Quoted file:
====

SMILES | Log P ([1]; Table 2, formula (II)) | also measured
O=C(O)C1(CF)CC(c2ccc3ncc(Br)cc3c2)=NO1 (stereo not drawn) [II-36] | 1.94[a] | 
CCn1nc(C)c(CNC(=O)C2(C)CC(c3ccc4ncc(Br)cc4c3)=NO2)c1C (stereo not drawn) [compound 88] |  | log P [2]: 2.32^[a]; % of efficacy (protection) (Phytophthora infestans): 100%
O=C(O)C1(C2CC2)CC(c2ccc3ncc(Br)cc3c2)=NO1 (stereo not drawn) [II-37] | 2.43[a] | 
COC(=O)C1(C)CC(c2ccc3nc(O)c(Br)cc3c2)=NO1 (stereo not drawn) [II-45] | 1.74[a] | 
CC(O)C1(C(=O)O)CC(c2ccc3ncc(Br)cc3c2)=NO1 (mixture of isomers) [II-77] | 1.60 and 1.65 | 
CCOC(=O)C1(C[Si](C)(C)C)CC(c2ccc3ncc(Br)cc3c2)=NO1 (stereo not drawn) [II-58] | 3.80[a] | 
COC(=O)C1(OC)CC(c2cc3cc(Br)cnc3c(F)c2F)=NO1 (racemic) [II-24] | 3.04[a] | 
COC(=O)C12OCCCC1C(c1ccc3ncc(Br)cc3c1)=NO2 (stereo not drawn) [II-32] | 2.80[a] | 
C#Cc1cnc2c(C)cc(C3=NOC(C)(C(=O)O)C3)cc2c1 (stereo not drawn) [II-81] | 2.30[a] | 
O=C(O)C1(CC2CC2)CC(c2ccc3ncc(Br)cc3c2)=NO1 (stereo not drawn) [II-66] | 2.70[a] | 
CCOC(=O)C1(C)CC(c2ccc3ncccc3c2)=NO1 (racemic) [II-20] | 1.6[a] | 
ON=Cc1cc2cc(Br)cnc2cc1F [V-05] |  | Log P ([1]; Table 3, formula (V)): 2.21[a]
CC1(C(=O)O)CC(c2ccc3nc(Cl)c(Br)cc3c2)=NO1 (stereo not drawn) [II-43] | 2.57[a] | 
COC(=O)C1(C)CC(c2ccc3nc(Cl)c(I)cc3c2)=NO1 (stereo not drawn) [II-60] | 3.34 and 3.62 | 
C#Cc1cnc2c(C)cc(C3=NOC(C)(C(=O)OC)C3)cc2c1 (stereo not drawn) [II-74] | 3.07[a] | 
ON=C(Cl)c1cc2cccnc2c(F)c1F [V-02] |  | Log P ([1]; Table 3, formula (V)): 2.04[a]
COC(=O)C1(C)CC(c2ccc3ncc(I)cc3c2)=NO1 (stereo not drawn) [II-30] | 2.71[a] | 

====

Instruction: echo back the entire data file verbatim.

SMILES | Log P ([1]; Table 2, formula (II)) | also measured
O=C(O)C1(CF)CC(c2ccc3ncc(Br)cc3c2)=NO1 (stereo not drawn) [II-36] | 1.94[a] | 
CCn1nc(C)c(CNC(=O)C2(C)CC(c3ccc4ncc(Br)cc4c3)=NO2)c1C (stereo not drawn) [compound 88] |  | log P [2]: 2.32^[a]; % of efficacy (protection) (Phytophthora infestans): 100%
O=C(O)C1(C2CC2)CC(c2ccc3ncc(Br)cc3c2)=NO1 (stereo not drawn) [II-37] | 2.43[a] | 
COC(=O)C1(C)CC(c2ccc3nc(O)c(Br)cc3c2)=NO1 (stereo not drawn) [II-45] | 1.74[a] | 
CC(O)C1(C(=O)O)CC(c2ccc3ncc(Br)cc3c2)=NO1 (mixture of isomers) [II-77] | 1.60 and 1.65 | 
CCOC(=O)C1(C[Si](C)(C)C)CC(c2ccc3ncc(Br)cc3c2)=NO1 (stereo not drawn) [II-58] | 3.80[a] | 
COC(=O)C1(OC)CC(c2cc3cc(Br)cnc3c(F)c2F)=NO1 (racemic) [II-24] | 3.04[a] | 
COC(=O)C12OCCCC1C(c1ccc3ncc(Br)cc3c1)=NO2 (stereo not drawn) [II-32] | 2.80[a] | 
C#Cc1cnc2c(C)cc(C3=NOC(C)(C(=O)O)C3)cc2c1 (stereo not drawn) [II-81] | 2.30[a] | 
O=C(O)C1(CC2CC2)CC(c2ccc3ncc(Br)cc3c2)=NO1 (stereo not drawn) [II-66] | 2.70[a] | 
CCOC(=O)C1(C)CC(c2ccc3ncccc3c2)=NO1 (racemic) [II-20] | 1.6[a] | 
ON=Cc1cc2cc(Br)cnc2cc1F [V-05] |  | Log P ([1]; Table 3, formula (V)): 2.21[a]
CC1(C(=O)O)CC(c2ccc3nc(Cl)c(Br)cc3c2)=NO1 (stereo not drawn) [II-43] | 2.57[a] | 
COC(=O)C1(C)CC(c2ccc3nc(Cl)c(I)cc3c2)=NO1 (stereo not drawn) [II-60] | 3.34 and 3.62 | 
C#Cc1cnc2c(C)cc(C3=NOC(C)(C(=O)OC)C3)cc2c1 (stereo not drawn) [II-74] | 3.07[a] | 
ON=C(Cl)c1cc2cccnc2c(F)c1F [V-02] |  | Log P ([1]; Table 3, formula (V)): 2.04[a]
COC(=O)C1(C)CC(c2ccc3ncc(I)cc3c2)=NO1 (stereo not drawn) [II-30] | 2.71[a] | 